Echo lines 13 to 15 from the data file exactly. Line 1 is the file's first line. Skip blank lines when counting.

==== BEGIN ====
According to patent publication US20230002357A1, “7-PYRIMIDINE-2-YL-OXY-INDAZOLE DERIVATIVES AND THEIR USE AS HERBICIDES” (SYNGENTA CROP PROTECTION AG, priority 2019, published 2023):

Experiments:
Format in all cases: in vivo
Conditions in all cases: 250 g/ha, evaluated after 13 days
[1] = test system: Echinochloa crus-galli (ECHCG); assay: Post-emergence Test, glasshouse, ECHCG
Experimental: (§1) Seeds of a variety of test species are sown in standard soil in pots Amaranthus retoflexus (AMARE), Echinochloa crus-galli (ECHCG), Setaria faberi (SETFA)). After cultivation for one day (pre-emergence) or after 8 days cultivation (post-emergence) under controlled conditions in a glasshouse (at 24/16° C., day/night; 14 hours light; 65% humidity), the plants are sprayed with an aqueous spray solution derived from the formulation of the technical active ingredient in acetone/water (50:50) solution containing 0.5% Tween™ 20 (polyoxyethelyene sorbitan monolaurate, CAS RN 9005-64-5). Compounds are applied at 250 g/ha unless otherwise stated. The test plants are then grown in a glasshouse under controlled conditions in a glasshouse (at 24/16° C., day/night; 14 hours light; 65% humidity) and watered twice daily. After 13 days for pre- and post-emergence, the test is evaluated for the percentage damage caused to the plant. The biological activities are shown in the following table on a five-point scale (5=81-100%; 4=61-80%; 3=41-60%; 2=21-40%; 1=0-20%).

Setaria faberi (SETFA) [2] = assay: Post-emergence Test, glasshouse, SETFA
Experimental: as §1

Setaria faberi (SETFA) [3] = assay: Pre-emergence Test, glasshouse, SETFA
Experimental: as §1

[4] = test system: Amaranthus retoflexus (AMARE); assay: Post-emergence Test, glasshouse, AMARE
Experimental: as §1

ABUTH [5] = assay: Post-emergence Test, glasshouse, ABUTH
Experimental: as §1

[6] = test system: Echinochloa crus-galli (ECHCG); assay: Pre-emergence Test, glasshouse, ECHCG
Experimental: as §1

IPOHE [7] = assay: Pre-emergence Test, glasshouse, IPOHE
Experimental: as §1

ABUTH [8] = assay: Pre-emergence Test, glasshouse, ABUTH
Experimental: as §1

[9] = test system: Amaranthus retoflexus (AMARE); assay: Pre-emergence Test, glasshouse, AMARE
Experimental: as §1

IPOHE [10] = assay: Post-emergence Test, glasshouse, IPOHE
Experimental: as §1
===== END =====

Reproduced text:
ABUTH [5] = assay: Post-emergence Test, glasshouse, ABUTH
Experimental: as §1

[6] = test system: Echinochloa crus-galli (ECHCG); assay: Pre-emergence Test, glasshouse, ECHCG